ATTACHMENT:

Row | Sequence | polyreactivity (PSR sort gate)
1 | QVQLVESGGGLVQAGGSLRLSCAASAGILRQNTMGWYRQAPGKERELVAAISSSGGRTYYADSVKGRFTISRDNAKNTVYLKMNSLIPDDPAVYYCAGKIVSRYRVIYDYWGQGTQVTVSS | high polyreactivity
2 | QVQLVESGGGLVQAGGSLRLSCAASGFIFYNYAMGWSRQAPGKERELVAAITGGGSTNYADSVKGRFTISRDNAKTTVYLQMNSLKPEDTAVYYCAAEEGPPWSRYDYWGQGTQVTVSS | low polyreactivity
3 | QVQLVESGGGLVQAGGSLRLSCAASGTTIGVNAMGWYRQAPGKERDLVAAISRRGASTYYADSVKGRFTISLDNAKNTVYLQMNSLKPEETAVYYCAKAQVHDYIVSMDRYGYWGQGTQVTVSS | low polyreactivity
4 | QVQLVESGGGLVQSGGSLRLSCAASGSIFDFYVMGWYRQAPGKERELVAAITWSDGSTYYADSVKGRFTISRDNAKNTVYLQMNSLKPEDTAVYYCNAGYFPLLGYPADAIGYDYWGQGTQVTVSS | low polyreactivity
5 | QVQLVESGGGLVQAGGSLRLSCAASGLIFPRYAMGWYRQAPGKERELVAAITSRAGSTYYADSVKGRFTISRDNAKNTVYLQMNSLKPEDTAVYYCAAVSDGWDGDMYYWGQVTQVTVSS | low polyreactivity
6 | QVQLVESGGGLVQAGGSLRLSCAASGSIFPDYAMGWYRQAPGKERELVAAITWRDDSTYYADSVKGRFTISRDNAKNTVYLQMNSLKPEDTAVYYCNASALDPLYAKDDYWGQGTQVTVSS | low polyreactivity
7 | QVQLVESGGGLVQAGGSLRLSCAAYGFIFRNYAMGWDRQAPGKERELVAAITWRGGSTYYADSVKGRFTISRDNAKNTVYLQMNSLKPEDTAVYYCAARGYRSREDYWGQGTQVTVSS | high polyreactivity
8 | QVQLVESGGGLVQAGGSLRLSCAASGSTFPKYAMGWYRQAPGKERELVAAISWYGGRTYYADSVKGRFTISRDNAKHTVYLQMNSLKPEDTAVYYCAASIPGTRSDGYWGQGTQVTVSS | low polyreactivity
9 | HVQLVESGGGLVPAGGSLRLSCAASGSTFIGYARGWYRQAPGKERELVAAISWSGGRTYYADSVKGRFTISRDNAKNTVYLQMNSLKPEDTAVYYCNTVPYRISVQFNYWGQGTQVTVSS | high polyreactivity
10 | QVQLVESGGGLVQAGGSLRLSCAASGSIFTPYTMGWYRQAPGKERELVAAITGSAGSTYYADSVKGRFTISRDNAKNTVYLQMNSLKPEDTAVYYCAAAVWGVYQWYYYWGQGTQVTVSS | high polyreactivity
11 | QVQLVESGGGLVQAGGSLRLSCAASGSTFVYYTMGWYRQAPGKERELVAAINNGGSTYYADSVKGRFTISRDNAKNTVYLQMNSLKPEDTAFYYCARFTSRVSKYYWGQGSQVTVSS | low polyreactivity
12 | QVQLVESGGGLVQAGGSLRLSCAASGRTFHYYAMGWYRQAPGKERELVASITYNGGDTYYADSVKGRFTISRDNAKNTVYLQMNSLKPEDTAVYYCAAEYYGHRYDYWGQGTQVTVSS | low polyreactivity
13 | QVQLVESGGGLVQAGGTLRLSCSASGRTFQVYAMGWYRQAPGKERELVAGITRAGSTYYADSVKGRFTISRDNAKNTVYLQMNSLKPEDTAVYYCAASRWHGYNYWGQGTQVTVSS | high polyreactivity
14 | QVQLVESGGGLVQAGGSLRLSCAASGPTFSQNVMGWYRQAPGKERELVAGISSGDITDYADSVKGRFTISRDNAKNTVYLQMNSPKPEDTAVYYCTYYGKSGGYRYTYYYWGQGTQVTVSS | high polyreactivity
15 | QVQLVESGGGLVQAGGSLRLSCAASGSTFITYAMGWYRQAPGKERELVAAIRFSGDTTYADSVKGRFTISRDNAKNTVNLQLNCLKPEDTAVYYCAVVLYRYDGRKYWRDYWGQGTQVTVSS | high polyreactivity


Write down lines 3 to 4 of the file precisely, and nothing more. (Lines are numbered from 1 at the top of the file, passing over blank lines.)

2 | QVQLVESGGGLVQAGGSLRLSCAASGFIFYNYAMGWSRQAPGKERELVAAITGGGSTNYADSVKGRFTISRDNAKTTVYLQMNSLKPEDTAVYYCAAEEGPPWSRYDYWGQGTQVTVSS | low polyreactivity
3 | QVQLVESGGGLVQAGGSLRLSCAASGTTIGVNAMGWYRQAPGKERDLVAAISRRGASTYYADSVKGRFTISLDNAKNTVYLQMNSLKPEETAVYYCAKAQVHDYIVSMDRYGYWGQGTQVTVSS | low polyreactivity